WASHINGTON — Defense Secretary Chuck Hagel on Friday ordered the military to recertify all 25,000 people involved in programs designed to prevent and respond to sexual assault, an acknowledgement that assaults have escalated beyond the Pentagon’s control.
He said this step, which also applies to the military’s approximately 19,000 recruiters and must be completed by July 1, is one among many that will be taken to fix the problem of sexual abuse and sexual harassment within every branch of the military.
At a news conference with Gen. Martin Dempsey, chairman of the Joint Chiefs of Staff, Hagel said he believes alcohol use is “a very big factor” in many sexual assault and sexual harassment cases, but there are many pieces to the problem.
He and Dempsey spoke one day after all of the military’s leadership were summoned to the White House to discuss the sexual assault problem with President Barack Obama, who has expressed impatience with the Pentagon’s failure to solve it.
At his Pentagon news conference, Hagel said it has become clear to him since taking office in February that holding people accountable for their actions is important, but simply firing people is not a solution. He said he gets a lot of advice on that.
He said some ask him, “Well, why don’t you just fire some people?” He said his answer is, “Well, yeah, we could do that. And, you know, who are you going to fire?”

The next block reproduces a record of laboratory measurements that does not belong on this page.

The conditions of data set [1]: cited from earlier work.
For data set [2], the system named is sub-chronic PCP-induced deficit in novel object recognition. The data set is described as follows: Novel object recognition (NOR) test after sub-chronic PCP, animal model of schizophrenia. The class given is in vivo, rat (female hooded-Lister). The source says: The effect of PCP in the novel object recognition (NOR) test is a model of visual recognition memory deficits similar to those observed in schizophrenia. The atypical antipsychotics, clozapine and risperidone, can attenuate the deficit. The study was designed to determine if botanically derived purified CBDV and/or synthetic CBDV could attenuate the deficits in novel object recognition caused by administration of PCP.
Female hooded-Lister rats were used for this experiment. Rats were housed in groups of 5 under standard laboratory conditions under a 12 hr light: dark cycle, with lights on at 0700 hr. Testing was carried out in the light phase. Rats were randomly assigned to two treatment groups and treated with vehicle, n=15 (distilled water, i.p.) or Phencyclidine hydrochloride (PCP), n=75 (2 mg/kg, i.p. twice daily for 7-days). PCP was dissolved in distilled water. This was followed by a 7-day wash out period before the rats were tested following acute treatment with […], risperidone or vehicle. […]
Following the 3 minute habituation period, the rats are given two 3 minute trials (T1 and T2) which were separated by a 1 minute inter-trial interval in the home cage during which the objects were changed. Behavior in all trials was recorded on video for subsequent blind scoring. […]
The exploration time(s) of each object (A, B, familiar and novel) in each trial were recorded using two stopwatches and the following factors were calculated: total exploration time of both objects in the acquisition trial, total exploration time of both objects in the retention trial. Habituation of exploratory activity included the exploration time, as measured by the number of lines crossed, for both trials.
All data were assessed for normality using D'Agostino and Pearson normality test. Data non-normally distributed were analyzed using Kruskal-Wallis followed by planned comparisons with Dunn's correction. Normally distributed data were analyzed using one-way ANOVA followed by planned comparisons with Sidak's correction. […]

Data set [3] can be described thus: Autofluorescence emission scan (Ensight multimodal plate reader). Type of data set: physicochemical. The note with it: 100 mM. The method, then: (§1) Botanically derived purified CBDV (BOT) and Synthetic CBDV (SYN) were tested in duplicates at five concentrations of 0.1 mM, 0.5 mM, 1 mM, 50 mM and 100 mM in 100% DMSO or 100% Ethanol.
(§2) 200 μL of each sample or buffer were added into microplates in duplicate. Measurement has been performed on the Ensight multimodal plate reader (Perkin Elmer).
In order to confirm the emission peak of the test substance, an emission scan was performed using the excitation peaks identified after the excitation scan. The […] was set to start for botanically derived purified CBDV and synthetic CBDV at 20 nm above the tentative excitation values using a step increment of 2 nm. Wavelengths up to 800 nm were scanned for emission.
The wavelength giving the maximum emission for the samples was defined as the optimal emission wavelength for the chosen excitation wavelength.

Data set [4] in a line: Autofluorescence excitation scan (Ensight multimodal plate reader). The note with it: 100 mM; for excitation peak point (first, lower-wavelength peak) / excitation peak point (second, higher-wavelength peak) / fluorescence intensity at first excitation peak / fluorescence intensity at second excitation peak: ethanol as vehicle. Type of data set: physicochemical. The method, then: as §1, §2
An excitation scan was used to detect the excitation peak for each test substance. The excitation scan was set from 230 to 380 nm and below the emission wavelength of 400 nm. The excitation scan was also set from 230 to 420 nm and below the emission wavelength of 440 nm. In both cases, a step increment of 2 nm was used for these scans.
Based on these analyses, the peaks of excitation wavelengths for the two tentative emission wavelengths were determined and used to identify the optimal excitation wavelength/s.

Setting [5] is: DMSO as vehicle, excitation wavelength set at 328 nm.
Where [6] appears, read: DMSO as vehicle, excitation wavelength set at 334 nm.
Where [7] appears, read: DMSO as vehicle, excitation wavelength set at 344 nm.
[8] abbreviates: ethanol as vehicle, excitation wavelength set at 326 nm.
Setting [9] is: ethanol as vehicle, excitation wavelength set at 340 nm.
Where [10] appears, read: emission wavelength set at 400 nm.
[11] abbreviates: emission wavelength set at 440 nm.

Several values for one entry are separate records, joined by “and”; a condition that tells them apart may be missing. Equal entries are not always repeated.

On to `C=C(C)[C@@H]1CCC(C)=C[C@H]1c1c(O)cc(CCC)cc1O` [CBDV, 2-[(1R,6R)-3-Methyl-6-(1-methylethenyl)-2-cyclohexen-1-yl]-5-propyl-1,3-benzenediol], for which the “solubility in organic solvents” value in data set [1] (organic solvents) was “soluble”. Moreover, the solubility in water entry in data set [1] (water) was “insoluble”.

A catalyst for congressional outrage has been the disclosure in recent days of at least two cases in which a military member with responsibility for sexual assault prevention programs has himself been accused of sexual misconduct. Cases of sexual assault allegations against military recruiters also have arisen recently.
Dempsey, who has been among the most outspoken Pentagon official on this topic, called sexual assault in the military “a crime that demands accountability and consequences.”
“As the president made clear to us yesterday, we can and must do more to change a culture that has become too complacent,” Dempsey said. “We have a serious problem that we must solve: aggressive sexual behavior that rips at the bond of trust that binds us together.”
Earlier Friday, the Air Force’s top general said that sexual assaults in his branch of the military typically involve alcohol use and can be traced to a lack of respect for women.